However…the comment that struck closest to home was the following:

I love this! Not only for the insightful post, Ian, but for the conversation thundering through your comments section. It’s a nice peek behind the curtain of media scholarship for those of us who haven’t spent much time backstage.

Conversations like this are bound to get a little clubby in the end, bound to circle the adorno/zizek/buffy drain eventually. I can’t decide if that’s a good thing or not. If it’s true that scholars need to make more kinds of things, then I wonder how they can make more things that appeal to more people, including (maybe especially) people who don’t look, act, or talk like them. Not saying you need to trash adorno, zizek, or buffy, of course–as Mickey Knox would say, it’s pretty hard to beat the king. I’m just wondering if it’s possible to have this conversation in ways that welcome voices of people from outside of the troupe.

Which is totally true. Part of this may be my coming from art history, and a traditional department at that, but my fluency with all the theory being tossed around is pretty slim. Adorno, Zizek, the Frankfurt School, Stuart Hall…all things/folks mentioned in asides with comfort and ease that are totally unfamiliar to me (and another Benjamin, I only have a passing familiarity with).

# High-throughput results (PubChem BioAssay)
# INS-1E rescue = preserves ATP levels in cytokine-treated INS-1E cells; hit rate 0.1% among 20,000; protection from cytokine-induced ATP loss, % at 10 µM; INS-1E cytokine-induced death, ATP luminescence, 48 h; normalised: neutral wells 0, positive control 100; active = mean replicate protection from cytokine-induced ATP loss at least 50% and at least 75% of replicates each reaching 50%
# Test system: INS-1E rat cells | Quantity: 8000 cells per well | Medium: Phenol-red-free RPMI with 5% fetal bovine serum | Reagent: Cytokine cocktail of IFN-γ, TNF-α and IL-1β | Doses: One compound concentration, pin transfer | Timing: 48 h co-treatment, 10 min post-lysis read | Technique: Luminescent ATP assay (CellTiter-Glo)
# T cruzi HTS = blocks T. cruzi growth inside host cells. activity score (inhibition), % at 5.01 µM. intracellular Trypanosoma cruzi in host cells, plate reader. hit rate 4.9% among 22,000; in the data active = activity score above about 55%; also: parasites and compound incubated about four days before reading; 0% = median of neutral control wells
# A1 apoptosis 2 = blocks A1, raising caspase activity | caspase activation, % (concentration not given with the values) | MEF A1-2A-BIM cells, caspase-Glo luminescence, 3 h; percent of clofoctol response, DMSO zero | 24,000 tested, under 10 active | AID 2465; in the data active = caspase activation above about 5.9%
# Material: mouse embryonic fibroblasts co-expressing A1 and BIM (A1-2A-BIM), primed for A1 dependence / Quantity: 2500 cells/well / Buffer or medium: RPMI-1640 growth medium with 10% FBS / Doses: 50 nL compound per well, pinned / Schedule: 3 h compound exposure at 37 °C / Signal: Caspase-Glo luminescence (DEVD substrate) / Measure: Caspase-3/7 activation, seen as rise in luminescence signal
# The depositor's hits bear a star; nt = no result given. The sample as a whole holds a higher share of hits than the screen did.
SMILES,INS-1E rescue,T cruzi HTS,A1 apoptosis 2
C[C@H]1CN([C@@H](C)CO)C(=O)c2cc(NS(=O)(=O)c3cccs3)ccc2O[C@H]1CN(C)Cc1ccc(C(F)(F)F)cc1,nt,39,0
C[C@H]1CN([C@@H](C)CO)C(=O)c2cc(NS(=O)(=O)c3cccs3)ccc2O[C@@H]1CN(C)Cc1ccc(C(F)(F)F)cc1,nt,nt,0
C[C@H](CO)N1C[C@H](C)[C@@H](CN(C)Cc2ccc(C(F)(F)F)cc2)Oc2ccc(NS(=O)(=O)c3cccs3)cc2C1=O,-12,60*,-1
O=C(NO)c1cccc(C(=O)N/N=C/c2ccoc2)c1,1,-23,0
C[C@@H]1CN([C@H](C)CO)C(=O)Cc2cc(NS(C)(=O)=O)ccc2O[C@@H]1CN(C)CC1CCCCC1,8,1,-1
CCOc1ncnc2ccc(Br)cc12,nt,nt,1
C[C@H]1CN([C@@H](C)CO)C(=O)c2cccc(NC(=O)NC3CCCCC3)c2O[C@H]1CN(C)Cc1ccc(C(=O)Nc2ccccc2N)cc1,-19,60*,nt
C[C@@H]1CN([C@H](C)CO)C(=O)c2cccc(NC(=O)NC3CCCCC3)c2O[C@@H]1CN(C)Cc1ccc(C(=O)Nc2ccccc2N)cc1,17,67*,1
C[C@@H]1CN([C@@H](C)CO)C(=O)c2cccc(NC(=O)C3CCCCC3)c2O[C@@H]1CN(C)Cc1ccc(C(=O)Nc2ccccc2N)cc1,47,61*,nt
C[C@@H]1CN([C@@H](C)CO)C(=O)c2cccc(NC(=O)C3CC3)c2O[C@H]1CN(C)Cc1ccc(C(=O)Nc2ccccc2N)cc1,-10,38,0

It’s daunting to realize you need a bibliography in order to comprehend a comments discussion. The commentator phrases her point in a way that encourages the participants to think about non-scholars, but in using “scholars” she’s really referring to media (television, video games, digital humanities) scholars. And to be honest, I gave up on the comments about halfway through as they continued to parley in philosophical theories and insider catchphrases.

The more I read on comics and video games, the more I feel unprepared to teach them appropriately in a college setting. Which is sad, because I’ve been teaching this class since 2010, before I’d even heard of the aforementioned influential scholars. Hell, I hadn’t heard of Mittell and Jenkins until last month.